By this time there were people stopping on the side of the road throwing up or just thinking about throwing up. It was unseasonably warm and humid and that probably wasn't helping anyone stay hydrated. There were also people on the side of the road frantically stretching cramping muscles. And there were some people limping already. I’d let the 70 year old pace guy go by this time having come to the epiphany that lines for port o potties and saying hello to people I know would drag my time down anyway. I still felt kinda bad about my time but everytime I'd see one of those people struggling I'd remind myself that I was at least doing better than them. I found it comforting and said to hell with any time related regrets.
By mile 18, I was starting to wonder where my husband was with my banana. I had known I’d want something more substantial than fruity energy chews by 16. He had gone to the 16 mile marker but missed me. I’d like to claim it was because I turned on my afterburners and shot by it at light speed. But in reality it was mostly traffic and dumb luck.
Except I didn't know that so I spent my walk break at mile 18 frantically calling and texting him to ask where he was. Or, more specifically, where the hell my banana was. Have you ever attempted to operate an iPhone while you are a sweaty mess running a marathon? Because I have. And I’m here to tell you it’s frustrating. Especially when you are having trouble locating a dry spot on your clothes so you can get a dry finger to work with. Then, just when you get the phone going, your finger will touch something sweaty and you are back to trying to find a dry finger.
Luckily, my running buddy was at mile 20 and she had a banana and pretzels and I shoved all of it in my face. I’m prone to overdramatic statements so of course I’m convinced that banana saved my life. It came along right when I thought I’d lose my mind without something to fill me up a little.< Best banana of my life. Then her husband suggested a bottle of water and I was convinced he was a genius thinking of that and I washed everything down. They walked along with me while I shoveled crap in my face and made more Captain Obvious statements like “I’m dying” and “Marathons are so long.” I feel confident I talked with my mouth full and that I smelled. I hugged my running buddy despite that and then I was off running again.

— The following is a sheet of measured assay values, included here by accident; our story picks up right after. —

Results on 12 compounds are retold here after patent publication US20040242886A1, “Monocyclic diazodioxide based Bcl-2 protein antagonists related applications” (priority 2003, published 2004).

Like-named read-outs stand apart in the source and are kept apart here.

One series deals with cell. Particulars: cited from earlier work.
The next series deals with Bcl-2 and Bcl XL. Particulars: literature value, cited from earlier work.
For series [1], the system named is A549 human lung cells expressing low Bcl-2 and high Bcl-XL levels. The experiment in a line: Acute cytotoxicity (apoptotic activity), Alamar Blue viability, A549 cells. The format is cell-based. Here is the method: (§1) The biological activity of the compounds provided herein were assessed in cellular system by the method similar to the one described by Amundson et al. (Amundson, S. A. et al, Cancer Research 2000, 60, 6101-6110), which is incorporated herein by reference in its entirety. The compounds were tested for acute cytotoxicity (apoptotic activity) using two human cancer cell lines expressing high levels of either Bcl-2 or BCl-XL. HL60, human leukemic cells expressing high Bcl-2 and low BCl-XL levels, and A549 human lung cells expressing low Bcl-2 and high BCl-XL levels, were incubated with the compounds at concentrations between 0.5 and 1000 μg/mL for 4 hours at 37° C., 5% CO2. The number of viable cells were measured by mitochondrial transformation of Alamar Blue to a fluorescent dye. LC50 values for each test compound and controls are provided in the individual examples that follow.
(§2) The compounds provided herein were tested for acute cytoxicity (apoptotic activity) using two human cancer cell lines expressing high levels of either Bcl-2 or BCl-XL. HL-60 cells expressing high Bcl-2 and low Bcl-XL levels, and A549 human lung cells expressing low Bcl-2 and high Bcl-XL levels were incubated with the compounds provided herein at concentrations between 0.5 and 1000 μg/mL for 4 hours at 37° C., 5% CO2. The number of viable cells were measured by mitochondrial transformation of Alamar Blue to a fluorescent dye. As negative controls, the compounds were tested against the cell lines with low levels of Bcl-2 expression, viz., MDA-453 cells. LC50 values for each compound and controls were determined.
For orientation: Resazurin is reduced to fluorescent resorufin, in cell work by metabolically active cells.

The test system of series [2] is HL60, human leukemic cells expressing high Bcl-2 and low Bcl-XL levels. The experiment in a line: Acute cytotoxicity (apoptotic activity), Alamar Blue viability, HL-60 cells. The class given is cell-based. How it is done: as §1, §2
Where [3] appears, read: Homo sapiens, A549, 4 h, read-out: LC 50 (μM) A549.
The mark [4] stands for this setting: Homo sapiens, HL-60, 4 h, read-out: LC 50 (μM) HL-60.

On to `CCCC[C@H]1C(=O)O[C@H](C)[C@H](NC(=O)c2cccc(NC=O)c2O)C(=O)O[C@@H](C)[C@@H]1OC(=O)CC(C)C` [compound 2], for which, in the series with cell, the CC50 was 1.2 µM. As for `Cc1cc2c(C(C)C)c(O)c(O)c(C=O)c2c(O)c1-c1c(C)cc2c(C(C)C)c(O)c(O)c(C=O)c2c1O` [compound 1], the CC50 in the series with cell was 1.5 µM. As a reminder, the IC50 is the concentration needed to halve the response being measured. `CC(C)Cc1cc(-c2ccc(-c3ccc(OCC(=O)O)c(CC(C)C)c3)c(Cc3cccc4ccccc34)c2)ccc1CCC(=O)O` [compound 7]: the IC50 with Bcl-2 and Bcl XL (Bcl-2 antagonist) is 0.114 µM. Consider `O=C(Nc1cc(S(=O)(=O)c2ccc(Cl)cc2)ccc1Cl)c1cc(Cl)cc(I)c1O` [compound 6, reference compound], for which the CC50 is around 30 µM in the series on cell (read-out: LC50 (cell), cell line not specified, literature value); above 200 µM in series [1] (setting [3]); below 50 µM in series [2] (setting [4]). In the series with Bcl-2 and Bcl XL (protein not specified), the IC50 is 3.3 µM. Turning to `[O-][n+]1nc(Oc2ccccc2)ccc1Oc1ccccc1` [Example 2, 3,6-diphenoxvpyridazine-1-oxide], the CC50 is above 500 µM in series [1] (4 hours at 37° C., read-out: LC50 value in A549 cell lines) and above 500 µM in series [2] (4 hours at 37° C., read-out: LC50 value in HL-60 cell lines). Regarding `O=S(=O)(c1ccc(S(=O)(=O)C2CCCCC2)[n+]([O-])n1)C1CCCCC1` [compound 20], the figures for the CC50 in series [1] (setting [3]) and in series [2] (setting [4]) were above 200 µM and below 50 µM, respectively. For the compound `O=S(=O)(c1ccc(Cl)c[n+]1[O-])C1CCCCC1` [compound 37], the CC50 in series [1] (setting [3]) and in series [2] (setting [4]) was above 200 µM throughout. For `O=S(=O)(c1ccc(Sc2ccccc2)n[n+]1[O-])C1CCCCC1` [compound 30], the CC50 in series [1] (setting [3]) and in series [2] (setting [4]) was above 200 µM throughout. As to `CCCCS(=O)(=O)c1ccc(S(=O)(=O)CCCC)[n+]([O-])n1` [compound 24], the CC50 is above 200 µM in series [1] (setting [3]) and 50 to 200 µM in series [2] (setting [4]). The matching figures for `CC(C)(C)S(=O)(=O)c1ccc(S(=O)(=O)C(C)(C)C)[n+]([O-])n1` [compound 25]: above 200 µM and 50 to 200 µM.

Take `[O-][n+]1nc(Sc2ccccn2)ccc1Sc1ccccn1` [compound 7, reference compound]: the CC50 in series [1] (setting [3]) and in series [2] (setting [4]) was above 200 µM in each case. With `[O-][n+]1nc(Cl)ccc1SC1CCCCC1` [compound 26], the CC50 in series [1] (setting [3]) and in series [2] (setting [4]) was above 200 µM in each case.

|This is the face of a woman that just spotted her running buddy holding the greatest banana of my life.|
2 blocks of running together and we found my husband. I covered him in sweat again and reiterated that marathons are hard. I also told him I wasn't quitting and that I was still going. Naturally I teared up again so he started squirting water in my mouth telling me not to even think the word quit. A random stranger took a picture of the whole gang. And then I was off again.
|Me and my cheering squad.|
I was running ½ a mile and then walking until I could talk myself into running again. My husband, kids and brother appeared on bikes around 23.5. They started riding along next to the path. My brother and kids rode ahead and set up a giant 3 poster board sign that said, "Go, Momma, Go." I was dying a slow death but I’ll be darned if seeing them with a sign for me didn’t make me run and lift my pathetically low spirits. The power of people rooting for you should never be underestimated.
We saw an official race photographer and I told my husband to get his bike up next to me so they’d get him in the photo because I wanted that photo so I’d never forget what it was like having him there riding next to me and how humbled and proud I felt that he would do that with me to help me get to that finish line and accomplish my goal. I was so profoundly appreciative. I’ll also never forget how he tried to hang back to not be in that photo saying it was my race not his.
|The half a guy on a bike to the right is my husband. I'm the full blown lunatic in the middle. Duh.|
My brother got the kids going on the bikes. My father tied my shoelaces for me. And then we were finally at the car. My husband helped me into the car. He also took my shoes off for me and came up with the genius idea of icing my feet. It was like heaven. Then I shoveled a giant cheeseburger in my face and I was ready to get home and take a shower. So we did. And I laid down and never wanted to get up.
I figured I wouldn’t be up to going to work, but the next morning I felt significantly better and capable of sitting at my desk. So I figured I’d save my day off for when I wasn’t. I wore my finisher’s medal all day at my desk and subjected everyone that crossed my path to the story of my death march.
It was beyond hard but I'm beyond proud to have done it.